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Cortex-A9 hardware/softare dev platform supports Android 4.0

Jan 4, 2012 — by Eric Brown — from the LinuxDevices Archive — views

Intrinsyc announced a hardware/software development platform for Freescale's Cortex-A9-based, dual-core i.MX 6 processor, offering support for Android 4.0 and Windows Mobile 6.5. The Open-6 Design and Production Platform combines a development kit, a wireless telephony stack, and a reference platform with a capacitive multitouch display, cameras, sensors, and wireless radios.

Intrinsyc has long been a partner of Freescale Semiconductor, producing a Cerfboard 35 computer module and carrier board for the ARM11-based i.MX35 system on chip (SoC) in 2009. The company followed up with a software reference platform aimed at tablets designed for the chipmaker's ARM Cortex-A8-based i.MX53 in 2010. 

The Open-6 Design and Production Platform (DPP) turns to Freescale's latest Cortex-A9-based i.MX 6 SoC (pictured), which is available in single, dual, and quad-core versions with clock rates of up to 1.2GHz (see farther below for background). While Intrinsyc's earlier Freescale products supported Linux and either Windows CE or Windows Mobile, Open-6 DPP offers board support packages (BSPs) for Windows Mobile 6.5 and the latest Android 4.0 ("Ice Cream Sandwich").

Open-6 DPP is defined as a licensable production package for mobile device development in vertical markets. Potential devices include tablets, e-readers, automotive in-vehicle infotainment (IVI), and industrial handhelds, says Intrinsyc.

Open-6 DPP includes production software in source format and a "cost optimized" hardware design that can be licensed by OEMs and ODMs, says Intrinsyc. The development kit is available for both device manufacturers and application developers, and can be used to evaluate, develop, test, and deploy applications on i.MX 6 based devices, says the company.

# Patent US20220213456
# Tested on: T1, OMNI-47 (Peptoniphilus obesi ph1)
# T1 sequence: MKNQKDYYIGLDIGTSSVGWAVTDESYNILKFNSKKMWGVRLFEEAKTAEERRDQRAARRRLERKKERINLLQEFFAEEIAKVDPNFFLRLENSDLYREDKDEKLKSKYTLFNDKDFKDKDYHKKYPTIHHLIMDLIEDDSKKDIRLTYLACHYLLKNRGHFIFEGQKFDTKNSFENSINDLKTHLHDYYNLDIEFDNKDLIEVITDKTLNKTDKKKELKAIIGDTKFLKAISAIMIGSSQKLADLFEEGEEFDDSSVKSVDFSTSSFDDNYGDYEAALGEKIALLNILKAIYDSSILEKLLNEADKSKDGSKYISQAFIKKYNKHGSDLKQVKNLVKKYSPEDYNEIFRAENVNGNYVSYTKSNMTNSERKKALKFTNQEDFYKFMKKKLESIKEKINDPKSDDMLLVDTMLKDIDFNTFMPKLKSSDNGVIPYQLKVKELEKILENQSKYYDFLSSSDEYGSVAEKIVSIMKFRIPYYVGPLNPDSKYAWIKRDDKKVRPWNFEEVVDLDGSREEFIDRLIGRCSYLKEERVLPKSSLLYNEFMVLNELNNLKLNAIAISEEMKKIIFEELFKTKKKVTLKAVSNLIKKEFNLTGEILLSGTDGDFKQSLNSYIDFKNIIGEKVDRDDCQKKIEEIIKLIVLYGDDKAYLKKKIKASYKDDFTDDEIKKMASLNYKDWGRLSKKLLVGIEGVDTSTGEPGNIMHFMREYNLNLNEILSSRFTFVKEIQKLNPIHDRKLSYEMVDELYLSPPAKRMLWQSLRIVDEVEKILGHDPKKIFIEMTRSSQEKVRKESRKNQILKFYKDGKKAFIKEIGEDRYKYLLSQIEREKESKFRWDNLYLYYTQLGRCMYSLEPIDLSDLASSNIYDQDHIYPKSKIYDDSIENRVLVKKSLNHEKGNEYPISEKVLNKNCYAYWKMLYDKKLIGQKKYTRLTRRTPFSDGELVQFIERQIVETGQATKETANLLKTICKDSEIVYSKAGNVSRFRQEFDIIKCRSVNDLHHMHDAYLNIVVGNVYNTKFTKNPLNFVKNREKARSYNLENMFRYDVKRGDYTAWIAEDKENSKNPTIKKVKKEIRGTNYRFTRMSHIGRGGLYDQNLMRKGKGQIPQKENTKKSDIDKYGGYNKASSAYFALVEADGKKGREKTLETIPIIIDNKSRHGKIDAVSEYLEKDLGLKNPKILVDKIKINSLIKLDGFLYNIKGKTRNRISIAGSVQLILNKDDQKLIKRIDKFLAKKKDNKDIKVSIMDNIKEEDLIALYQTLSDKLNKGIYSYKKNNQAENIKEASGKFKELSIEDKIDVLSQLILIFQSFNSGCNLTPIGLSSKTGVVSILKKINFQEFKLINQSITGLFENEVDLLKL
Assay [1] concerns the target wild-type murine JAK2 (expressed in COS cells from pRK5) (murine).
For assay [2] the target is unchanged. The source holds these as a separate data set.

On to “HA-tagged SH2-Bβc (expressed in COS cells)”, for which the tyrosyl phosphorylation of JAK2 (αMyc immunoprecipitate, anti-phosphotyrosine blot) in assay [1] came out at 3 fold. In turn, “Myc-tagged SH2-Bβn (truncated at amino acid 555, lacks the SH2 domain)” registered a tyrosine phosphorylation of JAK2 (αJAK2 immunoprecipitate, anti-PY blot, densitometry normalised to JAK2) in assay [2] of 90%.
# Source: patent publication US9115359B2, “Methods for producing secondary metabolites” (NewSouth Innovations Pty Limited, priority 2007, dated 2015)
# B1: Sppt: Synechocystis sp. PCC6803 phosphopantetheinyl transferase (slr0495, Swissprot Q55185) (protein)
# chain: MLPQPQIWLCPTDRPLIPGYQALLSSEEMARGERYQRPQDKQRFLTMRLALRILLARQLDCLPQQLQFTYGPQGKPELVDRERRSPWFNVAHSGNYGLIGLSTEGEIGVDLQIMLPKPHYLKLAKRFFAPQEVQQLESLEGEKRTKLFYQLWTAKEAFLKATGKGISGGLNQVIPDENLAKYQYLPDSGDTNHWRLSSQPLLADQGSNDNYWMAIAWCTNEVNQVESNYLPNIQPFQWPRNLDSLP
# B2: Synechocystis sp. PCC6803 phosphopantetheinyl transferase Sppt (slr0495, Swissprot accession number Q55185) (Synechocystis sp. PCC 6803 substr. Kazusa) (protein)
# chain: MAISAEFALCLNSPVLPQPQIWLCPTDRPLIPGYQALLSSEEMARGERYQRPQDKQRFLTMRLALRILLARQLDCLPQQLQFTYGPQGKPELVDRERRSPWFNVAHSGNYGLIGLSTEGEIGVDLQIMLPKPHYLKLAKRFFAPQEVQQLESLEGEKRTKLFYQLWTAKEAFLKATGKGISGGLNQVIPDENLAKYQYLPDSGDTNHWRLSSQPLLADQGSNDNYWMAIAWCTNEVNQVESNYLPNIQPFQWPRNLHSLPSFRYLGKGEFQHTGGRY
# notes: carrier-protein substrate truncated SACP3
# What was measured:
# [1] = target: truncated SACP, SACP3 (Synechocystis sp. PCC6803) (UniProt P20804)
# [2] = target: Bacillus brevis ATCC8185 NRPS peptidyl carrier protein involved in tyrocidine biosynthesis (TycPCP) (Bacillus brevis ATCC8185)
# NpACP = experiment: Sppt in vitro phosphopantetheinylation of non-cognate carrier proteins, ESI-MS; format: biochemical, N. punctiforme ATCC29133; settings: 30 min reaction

The kit includes connectivity solutions for 3G, 4G, Wi-Fi, and Bluetooth, built around its RapidRIL wireless telephony platform, says Intrinsyc. RapidRIL is said to accelerate Radio Interface Layer (RIL) development on connected devices with out-of-the-box modem support. Barnes & Noble used RapidRIL to help develop the Android stack for the Nook e-reader, and the platform was also adopted by MIPS Technologies to enable 3.5G voice telephony on MIPS- and Android-based mobile devices.


Intrinsyc RapidRIL architecture

Intrinsyc offered relatively few details on its "fully certified" production hardware. The platform combines an i.MX 6 SoC — number of cores not detailed — with a capacitive multitouch display of undisclosed size. Daylight readability enhancements are available as an option, says the company.

The hardware platform includes Bluetooth, Wi-Fi, GPS, as well as options for 3G and 4G radios. Multiple high resolution cameras and sensors are available, as well, says Intrinsyc. The platform is supported with power management functionality, as well as Intrinsyc's i.Device Manager technology, says the company.

i.MX6 background

Freescale'si.MX6 SoC family was announced in January 2011 as a multicore Cortex-A9 platform for tablets, smartphones, IVI systems, and other embedded devices. The single-core i.MX 6Solo, dual-core i.MX 6Dual, and quad-core i.MX 6Quad are all clocked at 1.2GHz.

The i.MX6 series uses 40nm fabrication and provides low power draw and advanced power management capabilities, says Freescale. For example, the SoC is claimed to enable 1080p video (single stream) with only 350mW consumption. The i.MX6 also supports dual-stream 1080p video playback at 60 frames per second (fps) and 3D video playback at 50Mbps, according to the company.

Stated Rajeev Kumar, product line manager for the Multimedia Applications Division at Freescale, "Combined with Intrinsyc's deep expertise in both Android and Windows Embedded development [Open-6 DPP] will significantly reduce OEM risk in the adoption of new i.MX 6 designs."

Availability

Open-6 DPP is expected to be available in the second quarter of 2012. Intrinsyc will present the design and detailed specifications to prospective customers at the Consumer Electronics Show next week under NDA, with initial prototypes expected to be demonstrated at Mobile World Congress in February. More information should eventually appear on Intrinsyc's development hardware page.


This article was originally published on LinuxDevices.com and has been donated to the open source community by QuinStreet Inc. Please visit LinuxToday.com for up-to-date news and articles about Linux and open source.



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